CASPER, Wyo. — With the Wyoming Department of Transportation (WYDOT) planning a lot of work along the Interstate 25 corridor in Casper in coming years, the City of Casper has some opportunities to help guide some enhancement along and adjacent to that work.
City Manager Carter Napier told the Casper City Council on Tuesday that it has the opportunity to help drive the direction of what enhancement elements are selected. The council will help direct how a total of $1,262,500 in funding is utilized to create enhancements in areas along and adjacent to the I-25 corridor between Poplar Street and East Yellowstone Highway.
$800,000 of that funding is expected to come from WYDOT-administered “Federal Surface Transportation On – System Enhancement” funds. Napier explained that this funding will allow Casper to help guide enhancements that are in addition to the primary I-25 work that WYDOT is planning for the corridor through Casper.
Knowing that WYDOT has been planning the work along the corridor, city staff recommended — and the city council has already budgeted — an additional $462,500 for enhancements along Center Street from the interstate and under the railroad leading into downtown Casper.
WYDOT’s work along the I-25 corridor is broken into two phases. The Poplar Street to McKinley Street phase is tentatively scheduled to begin in 2023 and the McKinley to East Yellowstone Highway work is scheduled for 2025.
Civil Engineering Professionals (CEPI) is the firm that has been contracted to conduct landscape architecture design for both phases of the I-25 project along with the Center Street improvements. CEPI Landscape Architect Jared Fehringer presented the city council with some options it can consider for use of the available enhancement funding on Tuesday.
Ferhinger presented the council with a slideshow including pictures of current conditions of locations along the corridor along with possible enhancement elements for its consideration. Not all of the presented elements could be funded with the available dollars, so council was asked to provide feedback as to what elements it would like to prioritize.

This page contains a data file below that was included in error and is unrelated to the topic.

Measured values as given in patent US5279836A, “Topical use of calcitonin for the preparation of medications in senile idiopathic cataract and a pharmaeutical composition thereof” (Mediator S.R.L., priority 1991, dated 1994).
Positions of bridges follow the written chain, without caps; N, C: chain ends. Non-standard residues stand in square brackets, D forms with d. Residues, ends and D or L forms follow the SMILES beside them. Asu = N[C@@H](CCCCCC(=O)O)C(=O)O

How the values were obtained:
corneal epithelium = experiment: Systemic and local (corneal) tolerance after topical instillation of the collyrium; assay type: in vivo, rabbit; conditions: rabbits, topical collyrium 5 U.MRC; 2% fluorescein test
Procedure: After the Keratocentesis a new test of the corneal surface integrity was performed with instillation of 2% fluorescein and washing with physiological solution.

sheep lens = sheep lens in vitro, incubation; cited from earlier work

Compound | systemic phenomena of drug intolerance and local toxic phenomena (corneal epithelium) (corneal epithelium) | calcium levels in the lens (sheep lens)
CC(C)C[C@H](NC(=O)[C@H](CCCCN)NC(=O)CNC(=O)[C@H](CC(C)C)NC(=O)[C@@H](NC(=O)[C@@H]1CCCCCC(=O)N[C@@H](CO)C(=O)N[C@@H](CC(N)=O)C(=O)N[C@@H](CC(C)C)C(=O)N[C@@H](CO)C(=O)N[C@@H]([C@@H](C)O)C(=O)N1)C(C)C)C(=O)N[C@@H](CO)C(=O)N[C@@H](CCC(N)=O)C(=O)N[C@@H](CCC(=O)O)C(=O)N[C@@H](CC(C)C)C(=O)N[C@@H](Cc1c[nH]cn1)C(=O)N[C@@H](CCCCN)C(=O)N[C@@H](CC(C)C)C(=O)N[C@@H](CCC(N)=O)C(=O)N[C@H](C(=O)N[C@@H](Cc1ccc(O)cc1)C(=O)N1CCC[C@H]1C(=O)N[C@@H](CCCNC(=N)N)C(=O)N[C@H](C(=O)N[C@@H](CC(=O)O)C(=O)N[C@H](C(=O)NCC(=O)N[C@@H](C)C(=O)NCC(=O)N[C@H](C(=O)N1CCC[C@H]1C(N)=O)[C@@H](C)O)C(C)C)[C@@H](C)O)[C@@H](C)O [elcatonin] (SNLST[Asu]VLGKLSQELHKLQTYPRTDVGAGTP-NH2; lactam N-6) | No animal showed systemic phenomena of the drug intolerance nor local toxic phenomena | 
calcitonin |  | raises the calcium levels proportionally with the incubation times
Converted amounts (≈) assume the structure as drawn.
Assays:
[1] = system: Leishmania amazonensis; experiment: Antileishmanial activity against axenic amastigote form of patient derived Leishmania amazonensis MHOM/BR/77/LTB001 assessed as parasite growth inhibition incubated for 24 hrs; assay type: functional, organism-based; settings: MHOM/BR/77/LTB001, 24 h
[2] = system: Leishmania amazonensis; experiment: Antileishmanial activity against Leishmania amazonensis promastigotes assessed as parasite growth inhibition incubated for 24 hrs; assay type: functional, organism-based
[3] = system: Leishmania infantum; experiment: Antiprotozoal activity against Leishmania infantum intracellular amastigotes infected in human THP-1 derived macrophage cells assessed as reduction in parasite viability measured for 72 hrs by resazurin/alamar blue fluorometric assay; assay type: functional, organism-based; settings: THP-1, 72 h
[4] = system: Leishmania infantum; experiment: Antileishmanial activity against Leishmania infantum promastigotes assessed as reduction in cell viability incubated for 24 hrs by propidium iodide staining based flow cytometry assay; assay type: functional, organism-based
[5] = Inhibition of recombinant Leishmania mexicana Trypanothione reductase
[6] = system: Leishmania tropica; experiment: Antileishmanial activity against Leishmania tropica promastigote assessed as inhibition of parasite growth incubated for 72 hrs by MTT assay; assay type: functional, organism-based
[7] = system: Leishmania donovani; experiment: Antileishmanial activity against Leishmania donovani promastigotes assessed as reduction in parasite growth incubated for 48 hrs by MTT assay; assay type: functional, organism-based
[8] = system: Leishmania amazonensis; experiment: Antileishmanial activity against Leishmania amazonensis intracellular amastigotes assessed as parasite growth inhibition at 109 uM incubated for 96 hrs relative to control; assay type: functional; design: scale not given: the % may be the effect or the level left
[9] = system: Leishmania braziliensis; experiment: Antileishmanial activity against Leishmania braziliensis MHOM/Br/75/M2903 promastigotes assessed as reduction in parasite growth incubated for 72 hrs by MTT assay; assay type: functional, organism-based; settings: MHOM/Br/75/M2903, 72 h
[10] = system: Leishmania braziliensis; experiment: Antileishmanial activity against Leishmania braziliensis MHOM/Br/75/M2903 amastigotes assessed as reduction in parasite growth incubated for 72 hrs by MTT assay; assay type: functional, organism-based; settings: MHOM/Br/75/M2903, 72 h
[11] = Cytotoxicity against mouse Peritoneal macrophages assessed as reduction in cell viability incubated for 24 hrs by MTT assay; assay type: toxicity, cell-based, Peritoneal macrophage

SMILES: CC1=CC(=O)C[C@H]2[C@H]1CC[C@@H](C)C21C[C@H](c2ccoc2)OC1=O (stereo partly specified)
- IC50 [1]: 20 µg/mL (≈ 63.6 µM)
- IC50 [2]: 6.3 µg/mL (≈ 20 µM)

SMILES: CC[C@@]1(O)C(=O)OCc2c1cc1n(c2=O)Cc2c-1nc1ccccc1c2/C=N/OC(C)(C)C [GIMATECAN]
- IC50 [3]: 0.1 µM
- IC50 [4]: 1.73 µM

Ferhinger described lighting enhancement options at underpasses, opportunities to add terraced walls in place of sloped concrete and options to add wayfinding signage or a potential “Welcome to Casper” sign in Interstate Park near Center Street (or in other areas).
He also described options to add elements such as concrete form liners to decorate walls under underpasses or the possibility to add patterns, textures or colored concrete.
Ferhinger said that the council could recommend similar design elements at different underpasses to give the I-25 corridor a consistent identity or it could choose different elements at each intersection. In short, he told the council that there are “a lot of ways to spend the money” but that it is impossible to do them all with the funding that has been allocated.
Council member Kyle Gamroth initially suggested that the council think first about what kind of structural changes it would like to see rather than elements that could be more easily added at a later point in the future.
Council member Amber Pollock said that she thought it might make sense to forego elements like concrete liner for walls under bridges and instead seek out partnerships with organizations like the Casper Mural Project to add artistic elements separately.
Council member Bruce Knell asked Casper Public Services Director Andrew Beamer what he would recommend as priority use of the available dollars. Beamer said that he personally likes elements such as adding pedestrian lighting (over the F Street bridge, for example), terraced walls and RBG lighting.
Vice Mayor Steve Freel said he is also in favor of adding lighting, describing the I-25 corridor as “a black hole out there.” Gamroth, who had initially said he thought lighting could wait for the future, said that he thought lighting would be appropriate in some areas such as the F Street bridge and along Center Street.
“I do think there are a couple areas where people probably feel afraid to walk because there is no lighting,” Gamroth said.
In terms of wayfinding signage, Knell expressed opposition to spending money on those elements. He said he finds the proposed wayfinding signage ugly and furthermore thinks signage is unnecessary since most people have access to online maps. Freel, on the other hand, said he thinks some wayfinding signage might be worthwhile as there are locations in the community that signage would help direct people to that he said are unlikely to pop up for them on maps while driving around the community.
Freel asked whether it would be possible for the council to learn more about WYDOT’s own plans for the corridor before giving directions on how to use the enhancement funding.
“Let’s take our time and make sure we do it right and spend the money right,” he said.
Pollock and Mayor Ray Pacheco agreed, asking that the council have some more time to digest the proposed design elements and discuss ideas more at a future work session.
“That’s absolutely something we can do,” Napier said, adding that staff would look to provide more information as Freel had requested.
Screenshots from Ferhinger’s slideshow showing some of the possible enhancement options in the project area are as follows: